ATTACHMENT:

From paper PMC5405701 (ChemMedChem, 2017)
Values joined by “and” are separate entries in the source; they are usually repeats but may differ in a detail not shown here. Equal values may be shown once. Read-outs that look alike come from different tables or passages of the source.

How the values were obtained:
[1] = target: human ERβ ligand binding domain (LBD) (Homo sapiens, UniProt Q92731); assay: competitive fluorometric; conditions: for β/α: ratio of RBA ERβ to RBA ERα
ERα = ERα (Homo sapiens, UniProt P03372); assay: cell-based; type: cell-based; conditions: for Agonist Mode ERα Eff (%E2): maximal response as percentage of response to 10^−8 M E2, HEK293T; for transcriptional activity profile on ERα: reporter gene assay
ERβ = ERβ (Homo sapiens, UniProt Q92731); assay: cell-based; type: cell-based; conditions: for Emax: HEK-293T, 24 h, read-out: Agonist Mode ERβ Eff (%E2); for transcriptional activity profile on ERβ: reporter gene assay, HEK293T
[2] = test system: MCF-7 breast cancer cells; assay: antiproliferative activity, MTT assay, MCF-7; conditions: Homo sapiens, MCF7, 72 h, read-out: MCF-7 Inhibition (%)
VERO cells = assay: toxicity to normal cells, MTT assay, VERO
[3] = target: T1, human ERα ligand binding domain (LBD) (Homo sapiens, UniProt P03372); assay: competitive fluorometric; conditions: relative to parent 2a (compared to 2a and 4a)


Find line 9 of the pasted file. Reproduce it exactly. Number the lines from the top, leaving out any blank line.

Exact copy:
[3] = target: T1, human ERα ligand binding domain (LBD) (Homo sapiens, UniProt P03372); assay: competitive fluorometric; conditions: relative to parent 2a (compared to 2a and 4a)